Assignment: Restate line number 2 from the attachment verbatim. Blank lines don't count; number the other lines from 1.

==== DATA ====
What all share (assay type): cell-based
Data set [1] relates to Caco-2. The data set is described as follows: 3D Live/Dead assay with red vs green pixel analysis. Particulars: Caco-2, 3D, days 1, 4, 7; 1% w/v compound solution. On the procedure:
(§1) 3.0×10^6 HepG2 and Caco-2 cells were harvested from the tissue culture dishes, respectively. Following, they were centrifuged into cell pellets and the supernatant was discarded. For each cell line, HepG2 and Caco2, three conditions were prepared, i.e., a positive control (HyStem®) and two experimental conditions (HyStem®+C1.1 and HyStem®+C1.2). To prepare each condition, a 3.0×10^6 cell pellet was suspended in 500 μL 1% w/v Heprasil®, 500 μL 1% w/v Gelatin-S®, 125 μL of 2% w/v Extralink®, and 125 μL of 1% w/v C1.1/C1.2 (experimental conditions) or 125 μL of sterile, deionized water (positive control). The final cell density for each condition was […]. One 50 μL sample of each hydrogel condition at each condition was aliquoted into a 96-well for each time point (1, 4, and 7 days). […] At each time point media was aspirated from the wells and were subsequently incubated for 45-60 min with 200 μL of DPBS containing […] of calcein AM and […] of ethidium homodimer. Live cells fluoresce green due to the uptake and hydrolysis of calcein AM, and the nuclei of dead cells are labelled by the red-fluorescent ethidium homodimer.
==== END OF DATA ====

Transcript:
Data set [1] relates to Caco-2. The data set is described as follows: 3D Live/Dead assay with red vs green pixel analysis. Particulars: Caco-2, 3D, days 1, 4, 7; 1% w/v compound solution. On the procedure: